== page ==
The first toy trains were made from lead and had no moving parts. Some had wheels which flipped, but these needed to be pulled or pushed. Some of the early 19th-century push toy rails were made from tinplate, such as the large, durable, stylized locomotive toys in the U.S., that were painted red and gold and decorated with hearts and flowers. model trains melbourne fl
Around 1875, technological advancements in materials and manufacturing enabled tin to be scraped, cut, wrapped, and lithographed faster than ever before.
Toy trains were altered when Märklin, a German company which specialized in doll house accessories, sought to create an equal toy for boys in which a continuous revenue stream could be guaranteed by selling add-on accessories for years after the first purchase. In addition to boxed sets containing a train and monitor, Märklin offered extra track, rolling stock, and buildings offered separately, creating the predecessor to the modern model train layout featuring scenery and buildings along with an operating train.
Electric trains adopted, with the first appearing in 1897, made from the U.S. company Carlisle & Finch. As residential use of electricity became more prevalent from the early 20th century, electrical trains gained popularity and as time went on, these electric trains grew in sophistication, gaining lighting, the ability to change direction, to emit a whistling noise, to smoke, to remotely couple and uncouple cars as well as load and unload cargo. Toy trains by the first half of the 20th century were frequently made of lithographed tin; afterwards trains were often made mainly of plastic.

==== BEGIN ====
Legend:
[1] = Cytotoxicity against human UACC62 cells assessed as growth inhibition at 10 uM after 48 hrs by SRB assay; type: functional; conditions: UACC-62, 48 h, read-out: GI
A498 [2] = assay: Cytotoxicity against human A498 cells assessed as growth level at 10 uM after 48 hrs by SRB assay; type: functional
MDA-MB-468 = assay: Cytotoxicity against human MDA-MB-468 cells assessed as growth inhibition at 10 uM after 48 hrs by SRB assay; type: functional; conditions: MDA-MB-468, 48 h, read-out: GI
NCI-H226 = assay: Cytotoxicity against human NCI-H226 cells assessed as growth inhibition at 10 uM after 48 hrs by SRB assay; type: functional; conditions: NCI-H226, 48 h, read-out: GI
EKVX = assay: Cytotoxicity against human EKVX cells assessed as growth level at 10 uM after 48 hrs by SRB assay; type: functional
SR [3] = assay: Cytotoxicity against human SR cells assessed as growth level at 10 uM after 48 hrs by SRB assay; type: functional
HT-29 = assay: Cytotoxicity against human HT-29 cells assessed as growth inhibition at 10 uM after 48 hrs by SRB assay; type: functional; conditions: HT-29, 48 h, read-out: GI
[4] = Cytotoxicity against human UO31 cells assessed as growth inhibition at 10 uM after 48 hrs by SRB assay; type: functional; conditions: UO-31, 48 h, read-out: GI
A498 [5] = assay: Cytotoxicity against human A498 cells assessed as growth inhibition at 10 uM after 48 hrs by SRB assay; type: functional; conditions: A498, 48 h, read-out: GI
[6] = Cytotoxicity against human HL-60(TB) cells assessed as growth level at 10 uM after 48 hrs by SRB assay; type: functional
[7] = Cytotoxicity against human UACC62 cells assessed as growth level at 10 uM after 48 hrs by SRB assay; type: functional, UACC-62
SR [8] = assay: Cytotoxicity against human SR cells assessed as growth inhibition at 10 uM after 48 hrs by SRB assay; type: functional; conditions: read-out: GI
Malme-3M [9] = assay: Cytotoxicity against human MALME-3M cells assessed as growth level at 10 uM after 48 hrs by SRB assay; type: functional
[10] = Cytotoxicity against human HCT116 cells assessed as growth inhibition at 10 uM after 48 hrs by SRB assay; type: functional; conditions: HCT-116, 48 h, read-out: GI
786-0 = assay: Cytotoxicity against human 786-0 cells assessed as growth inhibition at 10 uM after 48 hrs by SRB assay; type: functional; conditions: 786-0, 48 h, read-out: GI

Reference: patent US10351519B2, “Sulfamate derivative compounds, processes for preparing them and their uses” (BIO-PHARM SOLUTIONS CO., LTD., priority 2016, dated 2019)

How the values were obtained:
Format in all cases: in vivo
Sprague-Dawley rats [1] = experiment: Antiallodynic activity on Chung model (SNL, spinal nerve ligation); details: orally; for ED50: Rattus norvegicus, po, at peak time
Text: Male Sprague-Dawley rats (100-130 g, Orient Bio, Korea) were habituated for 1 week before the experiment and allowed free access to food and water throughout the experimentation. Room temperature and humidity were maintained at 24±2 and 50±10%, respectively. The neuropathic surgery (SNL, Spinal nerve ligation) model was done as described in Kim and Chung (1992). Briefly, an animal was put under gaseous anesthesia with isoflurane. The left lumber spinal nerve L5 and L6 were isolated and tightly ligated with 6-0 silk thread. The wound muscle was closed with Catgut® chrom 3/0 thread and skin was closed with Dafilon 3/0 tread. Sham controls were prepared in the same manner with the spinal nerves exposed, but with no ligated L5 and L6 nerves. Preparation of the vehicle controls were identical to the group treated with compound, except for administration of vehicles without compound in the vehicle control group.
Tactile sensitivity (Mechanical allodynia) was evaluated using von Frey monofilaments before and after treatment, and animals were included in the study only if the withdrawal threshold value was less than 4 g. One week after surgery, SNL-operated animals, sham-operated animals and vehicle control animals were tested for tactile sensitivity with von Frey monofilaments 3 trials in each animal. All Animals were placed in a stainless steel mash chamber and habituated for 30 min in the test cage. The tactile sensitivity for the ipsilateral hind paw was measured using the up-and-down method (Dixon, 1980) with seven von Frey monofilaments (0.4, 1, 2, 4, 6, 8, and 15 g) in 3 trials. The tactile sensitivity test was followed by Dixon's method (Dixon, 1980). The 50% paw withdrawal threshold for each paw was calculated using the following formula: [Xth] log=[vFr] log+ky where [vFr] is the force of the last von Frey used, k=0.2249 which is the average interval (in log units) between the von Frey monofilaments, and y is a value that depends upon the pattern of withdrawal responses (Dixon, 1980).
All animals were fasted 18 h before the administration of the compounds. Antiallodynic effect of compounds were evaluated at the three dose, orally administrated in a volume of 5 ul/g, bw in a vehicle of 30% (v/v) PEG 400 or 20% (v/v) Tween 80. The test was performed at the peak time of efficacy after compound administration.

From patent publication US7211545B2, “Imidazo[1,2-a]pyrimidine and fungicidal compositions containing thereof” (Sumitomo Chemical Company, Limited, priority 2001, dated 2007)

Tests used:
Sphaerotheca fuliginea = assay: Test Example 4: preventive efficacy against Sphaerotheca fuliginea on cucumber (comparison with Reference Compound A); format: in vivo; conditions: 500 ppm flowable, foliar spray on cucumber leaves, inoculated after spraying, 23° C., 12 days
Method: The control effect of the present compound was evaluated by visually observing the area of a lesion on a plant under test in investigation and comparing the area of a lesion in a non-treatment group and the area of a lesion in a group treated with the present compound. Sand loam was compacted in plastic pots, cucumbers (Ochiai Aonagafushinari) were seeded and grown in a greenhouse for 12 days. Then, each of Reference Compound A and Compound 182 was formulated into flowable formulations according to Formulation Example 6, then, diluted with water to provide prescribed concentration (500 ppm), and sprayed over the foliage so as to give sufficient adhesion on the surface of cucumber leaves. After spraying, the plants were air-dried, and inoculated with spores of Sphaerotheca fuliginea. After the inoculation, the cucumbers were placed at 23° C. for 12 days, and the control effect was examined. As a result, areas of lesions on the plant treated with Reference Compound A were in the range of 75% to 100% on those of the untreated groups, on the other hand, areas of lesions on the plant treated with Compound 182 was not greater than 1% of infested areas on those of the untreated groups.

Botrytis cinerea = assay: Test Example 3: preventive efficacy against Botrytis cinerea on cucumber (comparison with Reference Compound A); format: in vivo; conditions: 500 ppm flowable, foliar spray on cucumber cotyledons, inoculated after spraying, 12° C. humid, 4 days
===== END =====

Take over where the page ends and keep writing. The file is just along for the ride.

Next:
Pull toys and wind-up trains were marketed by children, while electrical trains were marketed towards teens, especially teenaged boys. It was during the 1950s that the modern emphasis on realism in model railroading began to grab on.
Today, S gauge and O gauge railroads continue to be considered toy trains by their adherents and are often accessorized with semi-scale model buildings by Plasticville or K-Line (who owns the rights to the Plasticville-like buildings produced by Marx in the 1950s to the 1970s). However, due to their high price, one is more inclined to locate an HO scale or N scale train set at a toy store than a O scale collection.
Many modern electric toy trains contain sophisticated electronics which emit digitized sound effects and allow the operator to securely and easily run several remote controller trains on one loop of course. In recent decades, many toy rail operators may operate a train using a TV camera in the front of the engine and hooked up to a display, such as computer monitor. This will show an image, similar to that of a genuine (smaller size) railroad)
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